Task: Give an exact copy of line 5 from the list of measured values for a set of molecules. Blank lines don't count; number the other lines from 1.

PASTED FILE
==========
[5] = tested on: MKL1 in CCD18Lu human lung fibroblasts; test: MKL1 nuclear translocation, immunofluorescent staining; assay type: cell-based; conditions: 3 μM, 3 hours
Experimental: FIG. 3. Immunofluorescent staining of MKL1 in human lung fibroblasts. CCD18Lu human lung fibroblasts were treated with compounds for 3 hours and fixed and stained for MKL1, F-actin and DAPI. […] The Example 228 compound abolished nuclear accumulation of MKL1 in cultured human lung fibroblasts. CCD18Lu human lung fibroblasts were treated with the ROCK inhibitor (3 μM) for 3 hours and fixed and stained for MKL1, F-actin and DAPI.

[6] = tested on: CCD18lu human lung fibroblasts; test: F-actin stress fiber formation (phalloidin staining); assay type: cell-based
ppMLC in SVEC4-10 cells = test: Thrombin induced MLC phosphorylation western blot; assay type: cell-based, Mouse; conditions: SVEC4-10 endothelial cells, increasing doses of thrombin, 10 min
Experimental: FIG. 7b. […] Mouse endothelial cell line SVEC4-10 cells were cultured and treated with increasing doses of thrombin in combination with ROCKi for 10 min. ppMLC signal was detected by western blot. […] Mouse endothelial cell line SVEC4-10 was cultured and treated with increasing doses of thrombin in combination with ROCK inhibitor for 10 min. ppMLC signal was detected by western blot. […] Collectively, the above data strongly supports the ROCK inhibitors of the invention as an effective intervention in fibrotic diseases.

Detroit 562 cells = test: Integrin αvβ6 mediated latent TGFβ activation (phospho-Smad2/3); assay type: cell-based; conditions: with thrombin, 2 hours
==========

Experimental: FIG. 7b. […] Mouse endothelial cell line SVEC4-10 cells were cultured and treated with increasing doses of thrombin in combination with ROCKi for 10 min. ppMLC signal was detected by western blot. […] Mouse endothelial cell line SVEC4-10 was cultured and treated with increasing doses of thrombin in combination with ROCK inhibitor for 10 min. ppMLC signal was detected by western blot. […] Collectively, the above data strongly supports the ROCK inhibitors of the invention as an effective intervention in fibrotic diseases.